Kyoto the way to combat climate change
On the eve of the first anniversary of the Kyoto Protocol’s entry into force, the Greens today (15 February) launched a Joint European Climate Change Campaign in Strasbourg and stressed that Kyoto is the way forward in the fight against climate change.
The campaign was launched by the Greens in the European Parliament today, with the presentation of a new climate change website and a symbolic mobilisation of support in the courtyard of the Parliament building in Strasbourg. The campaign will be brought to citizens and politicians across Europe tomorrow (16 February), as Green party activists from 18 Green parties will seek to highlight the urgency of the issue of climate change.
At the press conference for the launch of the Climate Change Campaign, Green MEPs Claude Turmes (Luxembourg), Rebecca Harms (Germany) and Satu Hassi (Finland) and the General Secretary of the European Green Party, Arnold Cassola, said:
“The year 2005 was the warmest year on record. This and other recent evidence adds further weight to the scientific consensus that global climate change is accelerating and that the consequences – such as the melting of the ice caps, rising sea level, drought, shortage of freshwater, floods, storms, the loss of animal species and the spread of disease – will be dramatic unless the human race responds rapidly to the crisis.
“Kyoto is alive and functioning, as demonstrated by the climate change conference in Montreal in December. Kyoto was a major diplomatic success for the Prodi Commission and EU Member States. It was a victory for a binding multilateral international agreement over the ineffective bilateral approach promoted by the US. The European Union should be proud of Kyoto but we must remember that it is only the first step. The EU has a responsibility to take the lead in defining the next steps to combat climate change globally.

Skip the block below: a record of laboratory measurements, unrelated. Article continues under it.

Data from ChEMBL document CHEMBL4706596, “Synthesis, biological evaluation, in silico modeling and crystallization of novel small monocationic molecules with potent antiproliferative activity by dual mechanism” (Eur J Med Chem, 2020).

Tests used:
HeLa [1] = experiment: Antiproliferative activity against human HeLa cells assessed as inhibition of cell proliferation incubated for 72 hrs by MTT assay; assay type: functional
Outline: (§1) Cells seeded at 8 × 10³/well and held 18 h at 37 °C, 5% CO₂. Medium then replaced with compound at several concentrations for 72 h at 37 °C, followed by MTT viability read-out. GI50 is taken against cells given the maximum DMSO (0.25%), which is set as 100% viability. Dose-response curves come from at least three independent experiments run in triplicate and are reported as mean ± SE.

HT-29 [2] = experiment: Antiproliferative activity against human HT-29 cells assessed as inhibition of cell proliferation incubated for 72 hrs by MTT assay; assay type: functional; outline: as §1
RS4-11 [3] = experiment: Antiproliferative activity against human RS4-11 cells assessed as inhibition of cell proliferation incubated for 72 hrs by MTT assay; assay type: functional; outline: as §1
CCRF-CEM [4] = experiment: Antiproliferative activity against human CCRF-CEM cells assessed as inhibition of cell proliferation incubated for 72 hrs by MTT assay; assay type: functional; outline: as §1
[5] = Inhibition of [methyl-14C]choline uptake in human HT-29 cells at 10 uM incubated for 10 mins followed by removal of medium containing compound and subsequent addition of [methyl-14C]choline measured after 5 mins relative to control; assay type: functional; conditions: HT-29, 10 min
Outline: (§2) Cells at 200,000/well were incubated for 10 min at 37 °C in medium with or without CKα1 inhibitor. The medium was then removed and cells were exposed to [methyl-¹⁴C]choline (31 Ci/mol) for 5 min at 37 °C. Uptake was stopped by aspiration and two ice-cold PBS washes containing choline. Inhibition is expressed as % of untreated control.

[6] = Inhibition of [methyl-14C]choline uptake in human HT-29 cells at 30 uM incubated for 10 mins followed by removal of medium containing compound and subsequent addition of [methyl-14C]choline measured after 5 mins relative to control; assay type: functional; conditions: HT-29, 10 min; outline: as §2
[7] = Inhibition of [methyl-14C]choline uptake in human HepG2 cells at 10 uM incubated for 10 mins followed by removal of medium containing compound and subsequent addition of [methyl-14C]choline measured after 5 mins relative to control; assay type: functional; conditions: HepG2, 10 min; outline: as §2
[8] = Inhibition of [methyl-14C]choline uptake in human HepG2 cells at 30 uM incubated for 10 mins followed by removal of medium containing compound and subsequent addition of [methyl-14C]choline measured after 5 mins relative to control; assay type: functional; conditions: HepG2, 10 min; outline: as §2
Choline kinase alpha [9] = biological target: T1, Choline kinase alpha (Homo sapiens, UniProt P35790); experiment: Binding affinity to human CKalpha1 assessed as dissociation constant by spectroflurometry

“2006 will be an important year for internal EU climate protection. In order to be credible in the fulfilment of our targets and to show the world that stopping climate change can be achieved, the European Commission has to come up with new EU-level proposals under the European Climate Change Programme 2 (ECCP 2). In addition, all 25 Member State governments will have to propose their 2nd national CO2 allocation plans, which should be in line with our Kyoto commitments.
“Meeting of EU Kyoto targets is crucial for the credibility of international climate policy. For this both the Commission and the Member States have to deliver. The EU must retake the lead in driving forward international climate change negotiations
“With the Bush administration continually trying to undermine the Kyoto Protocol the EU will have to stand strong if it is to achieve the goal of launching a new stage for global climate policy commitments for the period after 2012, which are in line with staying below +2 warming compared to pre-industrialised levels. The EU must set out a clear agenda for the post-2012 period, including concrete targets. EU Heads of State must this year reach an agreement on the 2020 and 2050 emissions reduction targets of 30% and 80% respectively. The EU is the global leader in using modern cleaner energy technology. We must make sure that we stay that way and are not taken over by the US in developing new climate friendly technology. Therefore Europe needs to allocate enough money for research and development of renewable energy technologies as well as energy efficiency.
“The US is far behind the EU in terms of sustainable energy and transport policies. The EU should build on its expertise in this field and launch its own sustainable technology partnership with developing countries (like China, India and Brazil) in those areas where the EU clearly has the lead: energy efficiency, renewable energies and transport policies. We are proud of our environmental achievements and should build on them.”